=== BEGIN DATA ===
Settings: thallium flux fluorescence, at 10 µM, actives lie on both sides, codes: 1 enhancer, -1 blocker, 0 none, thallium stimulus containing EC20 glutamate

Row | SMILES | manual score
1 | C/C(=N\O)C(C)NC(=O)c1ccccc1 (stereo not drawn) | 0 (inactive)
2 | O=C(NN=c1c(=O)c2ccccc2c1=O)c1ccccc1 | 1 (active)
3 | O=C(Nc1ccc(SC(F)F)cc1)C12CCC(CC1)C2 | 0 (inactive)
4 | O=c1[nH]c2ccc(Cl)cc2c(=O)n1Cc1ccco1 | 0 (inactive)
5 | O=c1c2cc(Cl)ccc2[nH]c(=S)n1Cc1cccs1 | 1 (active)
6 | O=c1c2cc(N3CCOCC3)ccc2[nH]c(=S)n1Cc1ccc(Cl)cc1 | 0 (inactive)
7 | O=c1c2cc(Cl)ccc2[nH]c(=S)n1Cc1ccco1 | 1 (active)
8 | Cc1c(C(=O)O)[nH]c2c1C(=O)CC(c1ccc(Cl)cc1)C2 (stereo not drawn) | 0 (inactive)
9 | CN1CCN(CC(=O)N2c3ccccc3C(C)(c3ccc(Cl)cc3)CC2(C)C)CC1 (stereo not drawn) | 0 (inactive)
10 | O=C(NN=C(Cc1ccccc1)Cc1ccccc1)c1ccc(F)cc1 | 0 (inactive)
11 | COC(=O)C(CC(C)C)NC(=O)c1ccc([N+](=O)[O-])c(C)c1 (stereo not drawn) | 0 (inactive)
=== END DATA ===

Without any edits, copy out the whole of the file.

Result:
Settings: thallium flux fluorescence, at 10 µM, actives lie on both sides, codes: 1 enhancer, -1 blocker, 0 none, thallium stimulus containing EC20 glutamate

Row | SMILES | manual score
1 | C/C(=N\O)C(C)NC(=O)c1ccccc1 (stereo not drawn) | 0 (inactive)
2 | O=C(NN=c1c(=O)c2ccccc2c1=O)c1ccccc1 | 1 (active)
3 | O=C(Nc1ccc(SC(F)F)cc1)C12CCC(CC1)C2 | 0 (inactive)
4 | O=c1[nH]c2ccc(Cl)cc2c(=O)n1Cc1ccco1 | 0 (inactive)
5 | O=c1c2cc(Cl)ccc2[nH]c(=S)n1Cc1cccs1 | 1 (active)
6 | O=c1c2cc(N3CCOCC3)ccc2[nH]c(=S)n1Cc1ccc(Cl)cc1 | 0 (inactive)
7 | O=c1c2cc(Cl)ccc2[nH]c(=S)n1Cc1ccco1 | 1 (active)
8 | Cc1c(C(=O)O)[nH]c2c1C(=O)CC(c1ccc(Cl)cc1)C2 (stereo not drawn) | 0 (inactive)
9 | CN1CCN(CC(=O)N2c3ccccc3C(C)(c3ccc(Cl)cc3)CC2(C)C)CC1 (stereo not drawn) | 0 (inactive)
10 | O=C(NN=C(Cc1ccccc1)Cc1ccccc1)c1ccc(F)cc1 | 0 (inactive)
11 | COC(=O)C(CC(C)C)NC(=O)c1ccc([N+](=O)[O-])c(C)c1 (stereo not drawn) | 0 (inactive)